Quantcast Adverse Action Notices: How to Turn a Mortgage Denial Into a Home Loan Approval |
Adverse Action Notices: How to Turn a Mortgage Denial Into a Home Loan Approval

When it comes to mortgage approval, nearly 86.8 percent of purchase applicants are approved while 13.2 percent are rejected. If you’re turned down, you’ll receive an adverse action notice from your lender. These letters pinpoint the specific reason your application was denied. If this happens to you, you can consider these eight tips to help turn a denial into an approval.

1. Don’t take it personally.

A mortgage denial means you and your loan product are mismatched. Your credit score is 659; the lender’s limit is 660. You don’t meet the guidelines for private mortgage insurance. You want a high-rise, but your lender, like many, won’t lend you money unless 70% or more of the units have been sold. Whatever the reason, know that it’s not personal.

2. Ask for your lender’s opinion.

Adverse action notices should either spell out the principal reasons for the lender’s decision or tell you whom to contact for this information (you’ll typically have 60 days to do so). Your next move depends on the reason the lender provides.

According to HUD, the most common reasons for denial are credit history and debt-to-income ratios (too much debt or too little income). Other common causes include a short job history and income instability. You can lower your debt-to-income by reducing your debt load, buying a cheaper house, refinancing debt to lower payments, choosing a mortgage with a lower interest rate, or seeking a lender that allows higher ratios.

3. Request a second opinion.

Many lenders apply stricter guidelines than the minimum program requirements. For instance, Fannie Mae allows a 620 credit score, but many lenders have established minimums of 640 or higher. These higher minimums are called lender overlays. Lenders may do this to avoid buying back loans from investors if borrowers default.

If you’ve met the program guidelines but were derailed by an overlay, it’s not the end of the world. Contact more home loan providers, ask them about their guidelines (including overlays) and apply, if you think you qualify.

4. Multiple applications won’t hurt your credit.

Applying with multiple lenders won’t affect your credit score if you do so within a certain timeframe. According to MyFICO, “FICO scores ignore inquiries made in the 30 days prior to scoring. So, if you find a loan within 30 days, the inquiries won’t affect your score while you’re rate shopping.”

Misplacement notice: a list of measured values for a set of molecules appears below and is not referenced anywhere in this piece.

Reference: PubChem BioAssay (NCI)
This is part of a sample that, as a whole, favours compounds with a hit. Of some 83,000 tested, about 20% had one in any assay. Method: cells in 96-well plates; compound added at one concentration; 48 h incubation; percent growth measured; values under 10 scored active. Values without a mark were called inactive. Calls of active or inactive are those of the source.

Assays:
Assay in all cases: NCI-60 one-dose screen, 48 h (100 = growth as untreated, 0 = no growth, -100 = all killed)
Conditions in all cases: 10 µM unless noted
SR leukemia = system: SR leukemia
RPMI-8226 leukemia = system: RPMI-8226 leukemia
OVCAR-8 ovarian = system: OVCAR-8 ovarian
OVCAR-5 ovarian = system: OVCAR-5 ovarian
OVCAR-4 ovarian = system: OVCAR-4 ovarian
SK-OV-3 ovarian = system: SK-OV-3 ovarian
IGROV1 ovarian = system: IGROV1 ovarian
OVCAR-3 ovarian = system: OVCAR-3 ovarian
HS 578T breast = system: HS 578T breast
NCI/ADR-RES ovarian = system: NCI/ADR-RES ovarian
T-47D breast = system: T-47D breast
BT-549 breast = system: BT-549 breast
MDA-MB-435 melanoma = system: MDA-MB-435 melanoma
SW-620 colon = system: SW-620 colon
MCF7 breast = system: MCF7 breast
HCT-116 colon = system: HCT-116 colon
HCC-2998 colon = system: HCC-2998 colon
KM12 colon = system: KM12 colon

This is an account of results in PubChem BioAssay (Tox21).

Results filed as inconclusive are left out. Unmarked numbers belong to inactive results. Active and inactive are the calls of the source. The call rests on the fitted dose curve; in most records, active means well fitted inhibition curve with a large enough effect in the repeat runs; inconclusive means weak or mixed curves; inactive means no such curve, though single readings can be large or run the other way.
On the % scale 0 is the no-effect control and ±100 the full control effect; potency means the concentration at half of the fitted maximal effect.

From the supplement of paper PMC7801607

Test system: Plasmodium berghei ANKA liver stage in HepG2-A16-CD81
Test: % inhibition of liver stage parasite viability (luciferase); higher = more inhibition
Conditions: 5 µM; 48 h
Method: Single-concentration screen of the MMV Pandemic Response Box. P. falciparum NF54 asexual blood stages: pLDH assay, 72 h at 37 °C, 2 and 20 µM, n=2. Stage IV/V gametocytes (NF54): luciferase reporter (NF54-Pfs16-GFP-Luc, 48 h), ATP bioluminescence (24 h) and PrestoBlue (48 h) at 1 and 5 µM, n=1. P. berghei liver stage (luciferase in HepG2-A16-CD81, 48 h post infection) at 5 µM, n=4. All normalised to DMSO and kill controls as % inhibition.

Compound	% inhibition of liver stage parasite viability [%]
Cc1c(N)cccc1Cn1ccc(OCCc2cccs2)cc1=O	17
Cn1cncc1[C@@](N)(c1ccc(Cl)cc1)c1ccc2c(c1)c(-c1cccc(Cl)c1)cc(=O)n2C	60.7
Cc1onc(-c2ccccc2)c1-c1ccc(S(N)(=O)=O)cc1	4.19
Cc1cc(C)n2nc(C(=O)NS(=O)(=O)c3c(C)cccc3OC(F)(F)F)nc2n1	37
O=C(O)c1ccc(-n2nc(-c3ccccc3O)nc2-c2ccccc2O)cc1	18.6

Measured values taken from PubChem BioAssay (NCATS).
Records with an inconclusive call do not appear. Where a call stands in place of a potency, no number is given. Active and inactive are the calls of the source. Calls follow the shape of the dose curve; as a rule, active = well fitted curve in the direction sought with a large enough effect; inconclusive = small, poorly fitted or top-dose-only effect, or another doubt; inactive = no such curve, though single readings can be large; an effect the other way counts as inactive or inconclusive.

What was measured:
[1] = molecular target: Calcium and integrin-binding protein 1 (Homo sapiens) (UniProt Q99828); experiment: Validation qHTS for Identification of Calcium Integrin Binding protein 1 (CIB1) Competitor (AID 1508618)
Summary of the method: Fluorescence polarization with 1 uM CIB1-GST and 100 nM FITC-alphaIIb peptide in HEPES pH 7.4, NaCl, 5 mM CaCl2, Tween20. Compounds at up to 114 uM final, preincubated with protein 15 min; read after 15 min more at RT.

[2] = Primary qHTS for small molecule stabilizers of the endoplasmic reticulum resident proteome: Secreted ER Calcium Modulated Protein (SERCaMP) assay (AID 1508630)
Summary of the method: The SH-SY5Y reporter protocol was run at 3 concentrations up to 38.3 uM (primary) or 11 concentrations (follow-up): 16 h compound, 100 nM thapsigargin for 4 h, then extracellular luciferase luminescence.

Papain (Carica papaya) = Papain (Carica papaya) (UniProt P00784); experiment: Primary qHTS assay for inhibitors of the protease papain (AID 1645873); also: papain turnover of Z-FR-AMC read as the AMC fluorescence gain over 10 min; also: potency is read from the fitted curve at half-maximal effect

Tell lenders your scores when you’re shopping, but don’t let them pull your credit until you’ve decided to apply.

5. Get help from your loan officer or broker.

If you’re working with a knowledgeable loan professional, this person should be willing to help and educate you. You can find out more about your application by asking them questions like:

  • How close was I to approval?
  • Is there another program, such as a Federal Housing Administration (FHA) or community mortgage, that might work for me?
  • Can I try again with a smaller loan amount, a lower interest rate, a larger down payment, less debt or more assets?

If you came close, it may not be difficult to receive an approval.

6. It’s a numbers game. Play it!

Most mortgage lenders use software to underwrite mortgage applications. These automated underwriting systems (AUS) generate preliminary underwriting decisions in seconds, allowing loan officers to test alternate scenarios.

If Fannie Mae’s Desktop Underwriter (DU) declines your first submission, your lender could try again with a new scenario, such as buying a less expensive home or saving a larger down payment. If you receive a preliminary approval under a different scenario, you’ll know exactly where to go and what to do.

7. Correct credit report errors.

If your credit score falls below a lender’s threshold, work through your report and make sure it’s accurate. If you lost a few points due to a mistake in your credit history, your lender may be able to fix it by hiring a rapid rescore service.

Rapid rescore services don’t work with consumers, only lenders and credit bureaus. After you submit written proof of error, they can clear problems in a day or two and quickly rescore your credit report. This service costs about $30 per trade line (this is a term used to to describe a credit account. Examples of a trade line could be a line of credit, car loan, mortgage or credit card), and there’s no guarantee your score will increase.

8. Find professional help.

If your credit, income, debt or other issues can’t be quickly resolved, consider hiring a professional. Reputable nonprofit credit counseling services (e.g., members of the National Foundation for Credit Counseling) can teach you to budget effectively, manage debt and boost savings. Debt management plans (DMPs) can help strategically clear your debts. Your counselor may be able to reduce your monthly payments or the interest rates of your consumer accounts, as well.

Mortgage approval isn’t rocket science. Chart your course, stick with your plan, and, eventually, you could pass muster with a mortgage lender.

The views and opinions expressed in this article are those of the author and do not necessarily reflect the official policy or position of Owners.com, Altisource or any other Altisource® business or entity. The foregoing content is not intended to constitute, and in fact does not constitute, financial, investment, tax or legal advice by the author, Owners.com, Altisource or any other business or entity.


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